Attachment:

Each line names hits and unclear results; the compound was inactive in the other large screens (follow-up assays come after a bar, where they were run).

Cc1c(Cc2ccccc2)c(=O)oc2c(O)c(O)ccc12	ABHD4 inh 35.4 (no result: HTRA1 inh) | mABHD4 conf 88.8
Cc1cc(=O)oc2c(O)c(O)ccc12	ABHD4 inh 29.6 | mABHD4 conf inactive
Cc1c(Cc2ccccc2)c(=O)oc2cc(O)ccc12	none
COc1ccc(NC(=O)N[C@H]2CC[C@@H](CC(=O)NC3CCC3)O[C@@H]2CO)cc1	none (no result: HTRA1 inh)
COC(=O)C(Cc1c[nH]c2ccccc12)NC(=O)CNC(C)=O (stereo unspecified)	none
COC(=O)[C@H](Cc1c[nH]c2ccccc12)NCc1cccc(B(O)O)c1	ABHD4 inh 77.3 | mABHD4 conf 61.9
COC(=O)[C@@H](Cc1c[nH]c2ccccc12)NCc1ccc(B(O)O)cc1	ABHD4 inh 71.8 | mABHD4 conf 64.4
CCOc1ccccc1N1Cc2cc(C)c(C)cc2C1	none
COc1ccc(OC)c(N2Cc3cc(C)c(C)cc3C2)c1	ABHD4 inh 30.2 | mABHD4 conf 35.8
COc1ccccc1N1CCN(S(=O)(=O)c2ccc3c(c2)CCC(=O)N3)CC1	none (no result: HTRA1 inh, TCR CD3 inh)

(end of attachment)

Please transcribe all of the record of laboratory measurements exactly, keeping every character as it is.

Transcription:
Each line names hits and unclear results; the compound was inactive in the other large screens (follow-up assays come after a bar, where they were run).

Cc1c(Cc2ccccc2)c(=O)oc2c(O)c(O)ccc12	ABHD4 inh 35.4 (no result: HTRA1 inh) | mABHD4 conf 88.8
Cc1cc(=O)oc2c(O)c(O)ccc12	ABHD4 inh 29.6 | mABHD4 conf inactive
Cc1c(Cc2ccccc2)c(=O)oc2cc(O)ccc12	none
COc1ccc(NC(=O)N[C@H]2CC[C@@H](CC(=O)NC3CCC3)O[C@@H]2CO)cc1	none (no result: HTRA1 inh)
COC(=O)C(Cc1c[nH]c2ccccc12)NC(=O)CNC(C)=O (stereo unspecified)	none
COC(=O)[C@H](Cc1c[nH]c2ccccc12)NCc1cccc(B(O)O)c1	ABHD4 inh 77.3 | mABHD4 conf 61.9
COC(=O)[C@@H](Cc1c[nH]c2ccccc12)NCc1ccc(B(O)O)cc1	ABHD4 inh 71.8 | mABHD4 conf 64.4
CCOc1ccccc1N1Cc2cc(C)c(C)cc2C1	none
COc1ccc(OC)c(N2Cc3cc(C)c(C)cc3C2)c1	ABHD4 inh 30.2 | mABHD4 conf 35.8
COc1ccccc1N1CCN(S(=O)(=O)c2ccc3c(c2)CCC(=O)N3)CC1	none (no result: HTRA1 inh, TCR CD3 inh)